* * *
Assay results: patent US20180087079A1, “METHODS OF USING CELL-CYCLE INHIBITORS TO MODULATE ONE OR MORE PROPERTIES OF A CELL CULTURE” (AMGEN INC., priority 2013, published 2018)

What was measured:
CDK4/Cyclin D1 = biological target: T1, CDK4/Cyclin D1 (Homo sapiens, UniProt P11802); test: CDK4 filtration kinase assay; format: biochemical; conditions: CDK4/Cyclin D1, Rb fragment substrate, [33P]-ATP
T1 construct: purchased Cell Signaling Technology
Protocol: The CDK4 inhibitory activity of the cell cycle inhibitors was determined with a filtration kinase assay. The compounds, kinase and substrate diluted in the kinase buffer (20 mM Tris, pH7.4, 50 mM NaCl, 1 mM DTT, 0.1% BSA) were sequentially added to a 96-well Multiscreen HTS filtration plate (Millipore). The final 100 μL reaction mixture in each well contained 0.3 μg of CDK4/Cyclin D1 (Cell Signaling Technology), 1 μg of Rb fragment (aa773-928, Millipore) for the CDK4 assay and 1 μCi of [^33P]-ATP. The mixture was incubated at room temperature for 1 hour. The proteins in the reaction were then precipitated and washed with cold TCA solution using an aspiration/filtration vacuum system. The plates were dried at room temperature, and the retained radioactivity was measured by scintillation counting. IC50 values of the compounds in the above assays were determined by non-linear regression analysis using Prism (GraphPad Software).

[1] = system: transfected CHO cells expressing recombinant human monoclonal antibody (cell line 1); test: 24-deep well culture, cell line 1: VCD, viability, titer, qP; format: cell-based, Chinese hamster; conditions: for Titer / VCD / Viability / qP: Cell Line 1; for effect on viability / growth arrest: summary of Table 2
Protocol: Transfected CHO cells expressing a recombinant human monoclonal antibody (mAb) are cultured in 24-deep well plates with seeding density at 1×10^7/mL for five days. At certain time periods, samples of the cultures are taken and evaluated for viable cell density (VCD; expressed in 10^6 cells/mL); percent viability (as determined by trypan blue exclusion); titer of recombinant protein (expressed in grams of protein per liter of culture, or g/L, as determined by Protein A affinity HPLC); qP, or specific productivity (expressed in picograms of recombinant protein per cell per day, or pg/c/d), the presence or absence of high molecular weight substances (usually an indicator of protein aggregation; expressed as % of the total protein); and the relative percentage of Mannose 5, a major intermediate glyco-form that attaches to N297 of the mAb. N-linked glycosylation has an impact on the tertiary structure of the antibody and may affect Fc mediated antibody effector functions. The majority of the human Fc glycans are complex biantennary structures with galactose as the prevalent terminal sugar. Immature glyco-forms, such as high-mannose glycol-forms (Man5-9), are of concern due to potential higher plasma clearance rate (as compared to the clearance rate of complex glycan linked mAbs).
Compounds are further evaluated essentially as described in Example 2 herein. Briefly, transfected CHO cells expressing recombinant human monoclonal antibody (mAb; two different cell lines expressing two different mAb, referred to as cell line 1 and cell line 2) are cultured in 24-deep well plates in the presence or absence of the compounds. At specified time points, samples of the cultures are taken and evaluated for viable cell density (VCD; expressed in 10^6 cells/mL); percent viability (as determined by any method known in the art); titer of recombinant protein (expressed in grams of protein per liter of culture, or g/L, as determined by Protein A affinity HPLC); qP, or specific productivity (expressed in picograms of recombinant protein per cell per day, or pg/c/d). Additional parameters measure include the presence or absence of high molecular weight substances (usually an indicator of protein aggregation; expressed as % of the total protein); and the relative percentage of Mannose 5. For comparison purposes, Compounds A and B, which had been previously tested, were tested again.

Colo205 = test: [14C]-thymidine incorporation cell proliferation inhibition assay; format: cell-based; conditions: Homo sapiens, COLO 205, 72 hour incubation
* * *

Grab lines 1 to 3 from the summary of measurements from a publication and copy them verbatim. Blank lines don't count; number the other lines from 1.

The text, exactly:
Assay results: patent US20180087079A1, “METHODS OF USING CELL-CYCLE INHIBITORS TO MODULATE ONE OR MORE PROPERTIES OF A CELL CULTURE” (AMGEN INC., priority 2013, published 2018)

What was measured:
CDK4/Cyclin D1 = biological target: T1, CDK4/Cyclin D1 (Homo sapiens, UniProt P11802); test: CDK4 filtration kinase assay; format: biochemical; conditions: CDK4/Cyclin D1, Rb fragment substrate, [33P]-ATP